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Knock on Wood

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As a Jewish girl growing up in southern New Jersey, I learned about Catholicism from watching The Sound of Music. I figured the local Catholic school kids were taught Arithmetic, Spelling, and "Climb Every Mountain" by nuns who reported to a Mother Superior.  Even though I wasn't Catholic, I lived with my own personal spiritual leader, my mom, aka Mother Superstition.

Money was on its way, Mother Superstition said, if my palm itched. A similar itch on the bottom of my foot predicted a future trip. If my neighbor Mariena rang the doorbell after somebody in our house dropped a fork, we'd be expecting her. A dropped fork predicted the arrival of a female visitor. A dropped knife meant a male guest. I never figured out the spoon. A dog? A cat? The neighborhood transvestite?

Spilled Salt Use This.jpgLuck, or more accurately bad luck was a household topic du jour. Bad luck was apparently like food allergies; it could happen if you didn't stay clear of known triggers.  So we always gave black cats their due space. I was sent off to piano recitals with "Break a leg" instead of "Good luck."  And I knew to blow out every darn candle on my 11th birthday cake in one puff, and not two, if I wanted that miniature, white poodle badly enough.

I never asked for an explanation for why I had to knock on wood after I said something like "Gee, I'm feeling really great." I just did it. But was one knock good enough? Why not two or three knocks?

Years later, as a parent myself, you'd think I'd drop the superstitions. But I can't.  So my sons grew up having to toss salt over their left shoulders if they accidentally spilled the saltshaker. And God forbid somebody opened an umbrella in the house.

I  hovered over them when they roughhoused as little boys, not necessarily for fear of injuries,  but more as a way of keeping them from smashing into a mirror and bringing us seven years of bad luck. They were instructed not to put their shoes on the table, not just for hygiene reasons, but because, according to Mother Superstition, shoes on the table meant bad luck. And woe is us if they wrestled in my home office and accidentally knocked Great-Great Grandmother Rosen's portrait off the wall. The ultimate bad luck: somebody we know kicking the bucket.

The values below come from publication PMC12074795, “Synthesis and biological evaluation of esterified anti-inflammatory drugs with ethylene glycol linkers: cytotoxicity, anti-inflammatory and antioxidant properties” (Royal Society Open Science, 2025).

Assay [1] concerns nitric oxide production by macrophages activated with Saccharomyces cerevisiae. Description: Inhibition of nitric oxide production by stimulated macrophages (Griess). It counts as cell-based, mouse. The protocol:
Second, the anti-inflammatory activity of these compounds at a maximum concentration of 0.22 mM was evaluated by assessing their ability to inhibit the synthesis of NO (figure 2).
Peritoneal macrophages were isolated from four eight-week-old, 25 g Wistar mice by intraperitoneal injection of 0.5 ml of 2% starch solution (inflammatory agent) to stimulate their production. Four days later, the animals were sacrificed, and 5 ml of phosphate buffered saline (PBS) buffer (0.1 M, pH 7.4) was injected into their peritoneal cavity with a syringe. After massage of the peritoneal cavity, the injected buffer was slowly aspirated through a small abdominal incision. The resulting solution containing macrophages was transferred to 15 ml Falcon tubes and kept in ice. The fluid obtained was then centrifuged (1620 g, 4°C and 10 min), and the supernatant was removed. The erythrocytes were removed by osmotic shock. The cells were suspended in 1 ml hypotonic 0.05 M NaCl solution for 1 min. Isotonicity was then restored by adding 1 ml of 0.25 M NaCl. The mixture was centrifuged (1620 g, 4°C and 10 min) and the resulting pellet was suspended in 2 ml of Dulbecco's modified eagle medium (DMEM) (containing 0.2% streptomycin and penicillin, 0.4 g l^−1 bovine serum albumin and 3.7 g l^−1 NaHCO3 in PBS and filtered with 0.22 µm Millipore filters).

Yesterday, while watering some formerly perky petunias outside, a bird flew into the house through the open back door. I panicked and ran to the phone for help. This was a job for Mother Superstition.

"Mom," I panted, watching the bird flapping around the chandelier, "a little bird just flew into the house. Doesn't this mean some kind of horrible bad luck?"

"Just open some windows and it'll fly out," she said.

Huh? Calm "open your windows" advice from a woman who picks heads up pennies off filthy Center City streets for good luck? Was this the same person who once coerced me into returning a boyfriend's expensive Opal pendant gift because Opal wasn't my birthstone and would "bring tears?"

"Didn't you always say that a bird flying into the house was bad luck?"

"Actually," she said, "It's no big deal if it just flies in. But if it hits the house - that's another story. And if it hits the house and then dies, well we won't go there. Just open some windows and shoo it out."

I hung up somewhat reassured, opened the windows and waited. Sure enough, after a few more minutes of mayhem, the little bird flew out. I was vindicated without even a dropped feather or smidgen of bird poop.  

In any case, maybe I'll just keep my eyes out for a four-leaf clover when I walk the dog today. Or try to cheat this Thanksgiving with the turkey wishbone so I get the bigger half. 

A little extra good luck can't hurt.

 

Faith R. Foyil is a Bucks County writer and author of two books, 'Sunny Daze: The Humorous Misadventures of a Tropical Island Mom' and '101 Haiku for Moms.'

 

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